If you don’t pay in that 30-day window, the creditor can report your account delinquent. That negative mark on your credit report will badly damage your score, and only time will undo the damage. It will stay on your credit report for about seven years, although the effect fades over those years. Siegel advises getting in touch with creditors and explaining what happened, when you will be back on your feet and how you plan to repay them. They may be willing to give you more time, and you may be able to prevent damage from a late payment or negotiate a lower interest rate, he says. And asking can’t hurt. WHEN MONEY IS ON THE WAY Siegel, the father of five young adults, cautions against an over-reliance on credit. But he’s willing to make an exception for when income is imminent but bills are already here. A tax refund or payment for freelance work falls into this category. If you know money is coming, credit can be a bridge until it arrives. Be prepared for a score ding as long as you are running a high credit card balance, then look for a rebound as you get it back down. WHEN STARTING OR INVESTING IN A BUSINESS Investing in a business is another time you may choose to use your credit, but keep the risks in mind. Siegel says that there should be a clear, detailed business plan that's much more specific than a great idea. A good or excellent credit score might mean you qualify for an introductory 0% rate on a credit card. Or, you may have plenty of room on your existing credit cards to temporarily run a higher balance than you do normally. “That could be a scenario that makes sense as long as you have a plan and the ability to know when it's time to stop this — this isn't working (as) I envisioned it,” says Tom Quinn, vice president of FICO Scores, a credit scoring and data company. It can be tempting to go all-in, but don’t let a business idea threaten your overall financial health.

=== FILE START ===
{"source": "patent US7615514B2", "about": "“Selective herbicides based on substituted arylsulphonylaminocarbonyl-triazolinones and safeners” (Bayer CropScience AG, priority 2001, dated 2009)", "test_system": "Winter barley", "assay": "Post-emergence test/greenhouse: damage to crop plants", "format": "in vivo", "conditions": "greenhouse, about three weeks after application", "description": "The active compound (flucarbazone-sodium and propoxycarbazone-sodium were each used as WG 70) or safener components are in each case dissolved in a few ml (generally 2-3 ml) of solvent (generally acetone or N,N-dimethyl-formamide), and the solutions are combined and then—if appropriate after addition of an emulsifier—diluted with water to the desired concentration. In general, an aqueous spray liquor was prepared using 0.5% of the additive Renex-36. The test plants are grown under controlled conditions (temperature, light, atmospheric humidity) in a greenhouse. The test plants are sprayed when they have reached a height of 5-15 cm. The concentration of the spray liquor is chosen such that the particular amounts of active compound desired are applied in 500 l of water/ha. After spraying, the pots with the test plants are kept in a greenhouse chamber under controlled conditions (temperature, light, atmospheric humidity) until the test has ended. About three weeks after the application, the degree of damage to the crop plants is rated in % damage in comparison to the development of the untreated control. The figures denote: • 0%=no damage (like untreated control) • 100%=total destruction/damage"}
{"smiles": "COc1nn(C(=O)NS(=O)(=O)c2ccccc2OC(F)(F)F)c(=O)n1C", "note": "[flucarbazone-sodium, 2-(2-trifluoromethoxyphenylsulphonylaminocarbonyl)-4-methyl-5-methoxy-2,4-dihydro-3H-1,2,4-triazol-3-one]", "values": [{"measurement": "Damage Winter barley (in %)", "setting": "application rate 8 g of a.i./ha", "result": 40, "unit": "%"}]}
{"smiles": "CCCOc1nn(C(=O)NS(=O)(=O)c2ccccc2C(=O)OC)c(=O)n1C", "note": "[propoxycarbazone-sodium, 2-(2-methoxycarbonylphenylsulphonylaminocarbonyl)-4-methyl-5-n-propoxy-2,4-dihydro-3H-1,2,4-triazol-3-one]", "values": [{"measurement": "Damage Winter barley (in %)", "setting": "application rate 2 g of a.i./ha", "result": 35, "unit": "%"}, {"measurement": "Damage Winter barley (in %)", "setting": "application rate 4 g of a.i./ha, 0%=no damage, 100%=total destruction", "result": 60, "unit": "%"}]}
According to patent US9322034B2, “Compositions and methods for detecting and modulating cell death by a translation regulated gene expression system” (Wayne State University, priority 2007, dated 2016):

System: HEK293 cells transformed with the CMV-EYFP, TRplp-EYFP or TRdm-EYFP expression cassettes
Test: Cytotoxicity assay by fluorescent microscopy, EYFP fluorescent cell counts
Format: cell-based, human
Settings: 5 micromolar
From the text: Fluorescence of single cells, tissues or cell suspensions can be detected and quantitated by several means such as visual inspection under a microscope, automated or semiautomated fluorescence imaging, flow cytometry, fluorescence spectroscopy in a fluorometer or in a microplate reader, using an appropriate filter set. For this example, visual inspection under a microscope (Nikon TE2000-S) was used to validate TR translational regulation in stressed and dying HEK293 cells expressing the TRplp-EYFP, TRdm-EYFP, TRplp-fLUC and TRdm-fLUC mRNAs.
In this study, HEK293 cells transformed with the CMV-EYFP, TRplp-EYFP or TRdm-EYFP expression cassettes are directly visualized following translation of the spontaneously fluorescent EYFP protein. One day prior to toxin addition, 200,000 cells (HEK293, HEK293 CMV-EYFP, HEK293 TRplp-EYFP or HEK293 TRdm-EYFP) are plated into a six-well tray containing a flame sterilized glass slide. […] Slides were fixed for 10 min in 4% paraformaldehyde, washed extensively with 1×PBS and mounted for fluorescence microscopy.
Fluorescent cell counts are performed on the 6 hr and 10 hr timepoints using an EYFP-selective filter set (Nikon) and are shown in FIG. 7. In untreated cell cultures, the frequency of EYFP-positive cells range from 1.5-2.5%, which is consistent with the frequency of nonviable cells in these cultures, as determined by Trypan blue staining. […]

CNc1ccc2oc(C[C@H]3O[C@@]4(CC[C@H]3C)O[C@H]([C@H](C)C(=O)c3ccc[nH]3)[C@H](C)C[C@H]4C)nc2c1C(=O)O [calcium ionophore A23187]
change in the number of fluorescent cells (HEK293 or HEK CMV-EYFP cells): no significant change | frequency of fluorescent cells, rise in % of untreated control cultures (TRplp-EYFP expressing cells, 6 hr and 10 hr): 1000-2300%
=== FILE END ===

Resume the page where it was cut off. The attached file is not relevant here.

The article When It’s OK to Let Your Good Credit Score Drop was originally written by NerdWallet on August 12, 2021, and published by The Associated Press.
BEV O'SHEA is a writer at NerdWallet.
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